In this study, five odor-active compounds were selected that had been associated with specific taint issues in wine aroma, namely guaiacol, o
-cresol, 4-ethylphenol (4EP), 3-isobutyl-2-methoxypyrazine (IBMP), and 2,4,6-trichloroanisole (TCA). Aroma descriptors for these compounds cover a continuum from “burnt, smoky” and “medicinal” to the “moldy, dusty” flavors associated with cork taint (TCA), and “herbaceous, green” aromas associated with IBMP. All of these attributes have been associated with South African red wines [13
]. In order to progress with work on interactions between these compounds in a partially de-aromatized red wine, it was necessary to confirm odor thresholds that had been previously determined (Table 1
), and test sensitivity of potential panelists.
Guaiacol exhibited the lowest odor detection threshold of all the phenols tested in a red wine matrix by Boidron et al. [26
]. It forms part of the “woody” family of descriptors [22
], and is extracted from pyrolyzed (toasted) oak during wood maturation of wine. The detection threshold of 23 µg/L for guaiacol confirmed by Parker et al. [21
] was chosen as it was determined in a relatively recent formal sensory study at the Australian Wine Research Institute in an Australian “base red wine”.
It is very difficult to find any sensory information in the primary literature about the cresols. There has been some work done in whisky, but the only current wine-related references concern its appearance in wine after smoke-events in the vineyard [27
]. Boidron et al. [26
] described o
-cresol as “tar” (bitumen)-smelling, and gave an ODT of 0.8 mg/L. As the cited study was investigating wooded wines, and o
-cresol is a known pyrolysis product of oak wood [28
], this relatively high ODT seems reasonable. Parker et al. [22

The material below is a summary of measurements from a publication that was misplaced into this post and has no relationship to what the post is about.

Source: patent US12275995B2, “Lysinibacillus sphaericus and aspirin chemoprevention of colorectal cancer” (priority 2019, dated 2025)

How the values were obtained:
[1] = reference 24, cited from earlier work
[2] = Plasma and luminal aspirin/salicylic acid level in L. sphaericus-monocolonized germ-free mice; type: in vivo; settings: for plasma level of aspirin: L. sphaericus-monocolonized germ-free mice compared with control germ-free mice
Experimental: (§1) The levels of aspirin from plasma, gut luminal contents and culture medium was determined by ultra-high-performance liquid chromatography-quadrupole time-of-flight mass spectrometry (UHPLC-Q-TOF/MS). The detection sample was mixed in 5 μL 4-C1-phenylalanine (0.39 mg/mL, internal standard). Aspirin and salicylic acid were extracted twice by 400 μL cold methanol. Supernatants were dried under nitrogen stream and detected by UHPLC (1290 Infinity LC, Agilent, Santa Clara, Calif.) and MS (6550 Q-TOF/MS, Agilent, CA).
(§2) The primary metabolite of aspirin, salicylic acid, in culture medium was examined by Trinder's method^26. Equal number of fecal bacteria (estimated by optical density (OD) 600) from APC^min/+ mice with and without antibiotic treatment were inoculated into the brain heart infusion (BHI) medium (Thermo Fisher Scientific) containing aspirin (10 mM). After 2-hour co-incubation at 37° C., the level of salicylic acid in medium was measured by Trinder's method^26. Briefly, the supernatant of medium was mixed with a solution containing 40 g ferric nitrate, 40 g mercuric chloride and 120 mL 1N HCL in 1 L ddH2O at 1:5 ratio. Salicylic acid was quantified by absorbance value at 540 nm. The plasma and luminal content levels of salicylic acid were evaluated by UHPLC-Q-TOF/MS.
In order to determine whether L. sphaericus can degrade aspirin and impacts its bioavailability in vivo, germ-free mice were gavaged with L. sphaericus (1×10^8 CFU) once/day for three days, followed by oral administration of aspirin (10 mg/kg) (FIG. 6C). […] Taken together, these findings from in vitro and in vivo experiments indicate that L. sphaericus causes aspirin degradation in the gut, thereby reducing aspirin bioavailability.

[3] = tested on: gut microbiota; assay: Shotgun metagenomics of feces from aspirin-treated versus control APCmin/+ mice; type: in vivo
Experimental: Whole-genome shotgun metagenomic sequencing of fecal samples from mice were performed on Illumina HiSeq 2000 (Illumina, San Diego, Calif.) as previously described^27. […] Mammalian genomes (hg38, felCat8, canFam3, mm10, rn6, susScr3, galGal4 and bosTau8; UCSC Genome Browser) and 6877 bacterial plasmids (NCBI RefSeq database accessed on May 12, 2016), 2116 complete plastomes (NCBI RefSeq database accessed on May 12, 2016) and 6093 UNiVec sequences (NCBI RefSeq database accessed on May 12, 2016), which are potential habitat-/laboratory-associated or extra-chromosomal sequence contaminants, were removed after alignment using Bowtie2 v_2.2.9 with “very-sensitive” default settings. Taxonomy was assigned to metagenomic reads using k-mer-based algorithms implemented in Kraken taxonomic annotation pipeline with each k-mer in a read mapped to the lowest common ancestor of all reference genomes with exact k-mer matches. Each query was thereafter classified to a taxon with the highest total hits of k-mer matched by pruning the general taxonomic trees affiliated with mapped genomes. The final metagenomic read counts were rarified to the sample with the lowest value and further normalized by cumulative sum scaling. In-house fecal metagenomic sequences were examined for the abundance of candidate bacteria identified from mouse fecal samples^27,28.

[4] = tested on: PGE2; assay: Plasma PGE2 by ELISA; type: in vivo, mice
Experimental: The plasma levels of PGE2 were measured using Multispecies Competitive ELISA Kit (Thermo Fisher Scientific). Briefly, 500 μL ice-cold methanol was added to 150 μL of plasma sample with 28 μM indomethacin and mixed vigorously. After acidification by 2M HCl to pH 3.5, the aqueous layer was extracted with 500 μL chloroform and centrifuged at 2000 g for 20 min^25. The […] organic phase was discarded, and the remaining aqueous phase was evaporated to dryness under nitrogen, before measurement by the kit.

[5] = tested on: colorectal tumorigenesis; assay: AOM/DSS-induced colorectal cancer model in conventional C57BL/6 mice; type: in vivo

] reported a threshold, through a formal sensory process with 22 assessors, of 62 µg/L (standard error = 0.8) for o
-cresol in “base red” wine. Due to the rubbery, tarry, and phenolic character of the compound, it was included in our study, and Parker’s [22
] threshold used, as it is the only recent threshold available in the literature carried out in an unwooded base wine.
Associated with “brettiness” and “medicinal, phenolic” smells, as well as those of “leather/horse” and “bacon/meatiness”, 4EP has complex effects in wine. The detection threshold of 605 µg/L in red wine determined by Chatonnet et al. [23
] is commonly cited. According to Escudero et al. [29
], 4EP falls in the same semantic category as woody odorants, and in wooded wines, the wood character may mask the aroma character of the compound, making it more difficult to detect as a specific attribute (leather/horse/medicinal). This is in agreement with the findings of Curtin et al. [16
], and seems to explain the high threshold found by Boidron et al. [26
]. For the purposes of this study, Boidron’s published detection threshold was used, as it has been cited by a number of other researchers, and is based on recognized sensory methodology.
IBMP is a potent aroma-active compound often found at higher, above-thresholds concentrations that are detrimental to red wine quality [24
] due to its “green/herbaceous/bell pepper” characteristic. Information on the determination of odor thresholds for pyrazines in the literature is limited. IBMP, specifically, is a very strong-smelling compound in its pure form, and its odor is pervasive and difficult to disperse. It is also known to cause skin, eye, and respiratory irritation [31
]. Shibamoto [32
] determined odor thresholds of 46 pyrazines in water, but did not test IBMP. French studies showed that IBMP was the main contributor to vegetal aroma in red Bordeaux and Loire wines from different vintages and cultivars [24